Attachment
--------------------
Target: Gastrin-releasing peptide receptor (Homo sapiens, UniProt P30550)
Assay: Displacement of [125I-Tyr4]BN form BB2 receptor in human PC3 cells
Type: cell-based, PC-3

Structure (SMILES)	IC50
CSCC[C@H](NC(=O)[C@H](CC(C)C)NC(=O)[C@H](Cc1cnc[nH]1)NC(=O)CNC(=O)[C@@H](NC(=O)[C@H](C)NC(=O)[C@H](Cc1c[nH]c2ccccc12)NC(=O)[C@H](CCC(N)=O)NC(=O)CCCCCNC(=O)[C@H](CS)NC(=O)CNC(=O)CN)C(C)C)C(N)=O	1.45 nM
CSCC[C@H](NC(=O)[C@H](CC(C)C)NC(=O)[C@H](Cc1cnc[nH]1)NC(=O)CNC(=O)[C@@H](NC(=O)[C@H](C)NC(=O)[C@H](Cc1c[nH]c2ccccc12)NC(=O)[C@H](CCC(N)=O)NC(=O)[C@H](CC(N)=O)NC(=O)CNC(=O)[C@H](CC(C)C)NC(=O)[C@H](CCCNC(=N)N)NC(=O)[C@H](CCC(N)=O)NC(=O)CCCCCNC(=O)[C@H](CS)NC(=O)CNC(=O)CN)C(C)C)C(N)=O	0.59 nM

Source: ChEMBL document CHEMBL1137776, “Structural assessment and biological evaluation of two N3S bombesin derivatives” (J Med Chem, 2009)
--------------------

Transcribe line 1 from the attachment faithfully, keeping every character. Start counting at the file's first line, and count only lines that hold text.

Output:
Target: Gastrin-releasing peptide receptor (Homo sapiens, UniProt P30550)